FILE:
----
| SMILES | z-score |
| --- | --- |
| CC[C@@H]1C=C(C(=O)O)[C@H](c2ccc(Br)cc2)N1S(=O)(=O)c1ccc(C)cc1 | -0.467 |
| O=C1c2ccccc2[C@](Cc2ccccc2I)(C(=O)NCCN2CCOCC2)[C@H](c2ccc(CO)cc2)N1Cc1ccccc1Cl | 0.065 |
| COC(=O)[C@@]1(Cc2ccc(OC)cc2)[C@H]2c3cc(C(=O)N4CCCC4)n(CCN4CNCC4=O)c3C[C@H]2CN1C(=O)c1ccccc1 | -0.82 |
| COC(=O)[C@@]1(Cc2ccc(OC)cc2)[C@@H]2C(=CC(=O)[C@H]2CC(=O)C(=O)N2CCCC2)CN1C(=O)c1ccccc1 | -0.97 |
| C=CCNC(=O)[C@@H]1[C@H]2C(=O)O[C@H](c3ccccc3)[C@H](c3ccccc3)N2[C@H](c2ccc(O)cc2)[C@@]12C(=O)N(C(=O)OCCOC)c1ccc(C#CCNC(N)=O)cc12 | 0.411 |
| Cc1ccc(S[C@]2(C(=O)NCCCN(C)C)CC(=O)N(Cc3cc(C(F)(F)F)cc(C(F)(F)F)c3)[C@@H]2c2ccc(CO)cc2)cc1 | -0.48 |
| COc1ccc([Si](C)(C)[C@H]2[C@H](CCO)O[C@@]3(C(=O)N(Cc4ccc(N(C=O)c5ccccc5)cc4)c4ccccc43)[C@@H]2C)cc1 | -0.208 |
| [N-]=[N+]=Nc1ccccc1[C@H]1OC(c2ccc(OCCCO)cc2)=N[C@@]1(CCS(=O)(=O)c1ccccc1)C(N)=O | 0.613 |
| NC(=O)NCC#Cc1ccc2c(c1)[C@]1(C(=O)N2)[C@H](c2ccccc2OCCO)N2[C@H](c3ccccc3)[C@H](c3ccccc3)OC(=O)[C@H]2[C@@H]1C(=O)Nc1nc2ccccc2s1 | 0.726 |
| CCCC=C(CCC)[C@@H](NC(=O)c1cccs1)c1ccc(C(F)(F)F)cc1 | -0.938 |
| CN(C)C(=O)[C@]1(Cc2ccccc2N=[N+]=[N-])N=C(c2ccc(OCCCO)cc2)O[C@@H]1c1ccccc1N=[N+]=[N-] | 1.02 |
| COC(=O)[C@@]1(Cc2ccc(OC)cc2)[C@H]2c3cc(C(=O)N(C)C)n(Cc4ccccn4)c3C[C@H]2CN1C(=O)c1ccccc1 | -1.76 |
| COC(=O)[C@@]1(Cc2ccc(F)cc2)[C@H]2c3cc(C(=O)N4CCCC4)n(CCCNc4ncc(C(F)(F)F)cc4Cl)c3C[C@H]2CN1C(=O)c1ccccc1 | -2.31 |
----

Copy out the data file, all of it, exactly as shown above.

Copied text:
| SMILES | z-score |
| --- | --- |
| CC[C@@H]1C=C(C(=O)O)[C@H](c2ccc(Br)cc2)N1S(=O)(=O)c1ccc(C)cc1 | -0.467 |
| O=C1c2ccccc2[C@](Cc2ccccc2I)(C(=O)NCCN2CCOCC2)[C@H](c2ccc(CO)cc2)N1Cc1ccccc1Cl | 0.065 |
| COC(=O)[C@@]1(Cc2ccc(OC)cc2)[C@H]2c3cc(C(=O)N4CCCC4)n(CCN4CNCC4=O)c3C[C@H]2CN1C(=O)c1ccccc1 | -0.82 |
| COC(=O)[C@@]1(Cc2ccc(OC)cc2)[C@@H]2C(=CC(=O)[C@H]2CC(=O)C(=O)N2CCCC2)CN1C(=O)c1ccccc1 | -0.97 |
| C=CCNC(=O)[C@@H]1[C@H]2C(=O)O[C@H](c3ccccc3)[C@H](c3ccccc3)N2[C@H](c2ccc(O)cc2)[C@@]12C(=O)N(C(=O)OCCOC)c1ccc(C#CCNC(N)=O)cc12 | 0.411 |
| Cc1ccc(S[C@]2(C(=O)NCCCN(C)C)CC(=O)N(Cc3cc(C(F)(F)F)cc(C(F)(F)F)c3)[C@@H]2c2ccc(CO)cc2)cc1 | -0.48 |
| COc1ccc([Si](C)(C)[C@H]2[C@H](CCO)O[C@@]3(C(=O)N(Cc4ccc(N(C=O)c5ccccc5)cc4)c4ccccc43)[C@@H]2C)cc1 | -0.208 |
| [N-]=[N+]=Nc1ccccc1[C@H]1OC(c2ccc(OCCCO)cc2)=N[C@@]1(CCS(=O)(=O)c1ccccc1)C(N)=O | 0.613 |
| NC(=O)NCC#Cc1ccc2c(c1)[C@]1(C(=O)N2)[C@H](c2ccccc2OCCO)N2[C@H](c3ccccc3)[C@H](c3ccccc3)OC(=O)[C@H]2[C@@H]1C(=O)Nc1nc2ccccc2s1 | 0.726 |
| CCCC=C(CCC)[C@@H](NC(=O)c1cccs1)c1ccc(C(F)(F)F)cc1 | -0.938 |
| CN(C)C(=O)[C@]1(Cc2ccccc2N=[N+]=[N-])N=C(c2ccc(OCCCO)cc2)O[C@@H]1c1ccccc1N=[N+]=[N-] | 1.02 |
| COC(=O)[C@@]1(Cc2ccc(OC)cc2)[C@H]2c3cc(C(=O)N(C)C)n(Cc4ccccn4)c3C[C@H]2CN1C(=O)c1ccccc1 | -1.76 |
| COC(=O)[C@@]1(Cc2ccc(F)cc2)[C@H]2c3cc(C(=O)N4CCCC4)n(CCCNc4ncc(C(F)(F)F)cc4Cl)c3C[C@H]2CN1C(=O)c1ccccc1 | -2.31 |